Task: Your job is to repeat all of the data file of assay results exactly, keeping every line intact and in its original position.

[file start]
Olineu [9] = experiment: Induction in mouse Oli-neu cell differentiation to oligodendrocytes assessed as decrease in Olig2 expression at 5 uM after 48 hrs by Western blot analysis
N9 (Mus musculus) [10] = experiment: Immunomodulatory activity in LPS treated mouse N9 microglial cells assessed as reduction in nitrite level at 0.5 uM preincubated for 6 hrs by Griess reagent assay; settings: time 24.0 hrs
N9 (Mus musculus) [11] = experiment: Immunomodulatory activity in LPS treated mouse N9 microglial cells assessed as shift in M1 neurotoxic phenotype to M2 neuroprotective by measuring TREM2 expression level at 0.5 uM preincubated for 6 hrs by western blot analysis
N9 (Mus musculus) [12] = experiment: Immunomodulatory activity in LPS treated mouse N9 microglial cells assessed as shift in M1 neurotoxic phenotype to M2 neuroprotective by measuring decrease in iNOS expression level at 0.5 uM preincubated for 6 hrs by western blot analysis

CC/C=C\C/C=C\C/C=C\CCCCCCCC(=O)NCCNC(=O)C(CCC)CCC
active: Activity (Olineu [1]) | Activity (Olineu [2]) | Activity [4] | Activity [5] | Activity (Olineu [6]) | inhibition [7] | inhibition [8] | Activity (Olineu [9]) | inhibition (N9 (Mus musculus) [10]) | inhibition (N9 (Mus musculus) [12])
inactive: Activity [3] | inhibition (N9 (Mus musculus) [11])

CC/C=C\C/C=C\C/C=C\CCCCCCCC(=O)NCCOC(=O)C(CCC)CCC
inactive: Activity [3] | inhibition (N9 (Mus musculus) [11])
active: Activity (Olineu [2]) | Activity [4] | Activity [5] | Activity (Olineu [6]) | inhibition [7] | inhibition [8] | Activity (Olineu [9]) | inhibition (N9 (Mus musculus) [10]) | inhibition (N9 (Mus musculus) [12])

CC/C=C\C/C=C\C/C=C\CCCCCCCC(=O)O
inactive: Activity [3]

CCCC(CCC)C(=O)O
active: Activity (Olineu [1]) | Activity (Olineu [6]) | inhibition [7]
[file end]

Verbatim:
Olineu [9] = experiment: Induction in mouse Oli-neu cell differentiation to oligodendrocytes assessed as decrease in Olig2 expression at 5 uM after 48 hrs by Western blot analysis
N9 (Mus musculus) [10] = experiment: Immunomodulatory activity in LPS treated mouse N9 microglial cells assessed as reduction in nitrite level at 0.5 uM preincubated for 6 hrs by Griess reagent assay; settings: time 24.0 hrs
N9 (Mus musculus) [11] = experiment: Immunomodulatory activity in LPS treated mouse N9 microglial cells assessed as shift in M1 neurotoxic phenotype to M2 neuroprotective by measuring TREM2 expression level at 0.5 uM preincubated for 6 hrs by western blot analysis
N9 (Mus musculus) [12] = experiment: Immunomodulatory activity in LPS treated mouse N9 microglial cells assessed as shift in M1 neurotoxic phenotype to M2 neuroprotective by measuring decrease in iNOS expression level at 0.5 uM preincubated for 6 hrs by western blot analysis

CC/C=C\C/C=C\C/C=C\CCCCCCCC(=O)NCCNC(=O)C(CCC)CCC
active: Activity (Olineu [1]) | Activity (Olineu [2]) | Activity [4] | Activity [5] | Activity (Olineu [6]) | inhibition [7] | inhibition [8] | Activity (Olineu [9]) | inhibition (N9 (Mus musculus) [10]) | inhibition (N9 (Mus musculus) [12])
inactive: Activity [3] | inhibition (N9 (Mus musculus) [11])

CC/C=C\C/C=C\C/C=C\CCCCCCCC(=O)NCCOC(=O)C(CCC)CCC
inactive: Activity [3] | inhibition (N9 (Mus musculus) [11])
active: Activity (Olineu [2]) | Activity [4] | Activity [5] | Activity (Olineu [6]) | inhibition [7] | inhibition [8] | Activity (Olineu [9]) | inhibition (N9 (Mus musculus) [10]) | inhibition (N9 (Mus musculus) [12])

CC/C=C\C/C=C\C/C=C\CCCCCCCC(=O)O
inactive: Activity [3]

CCCC(CCC)C(=O)O
active: Activity (Olineu [1]) | Activity (Olineu [6]) | inhibition [7]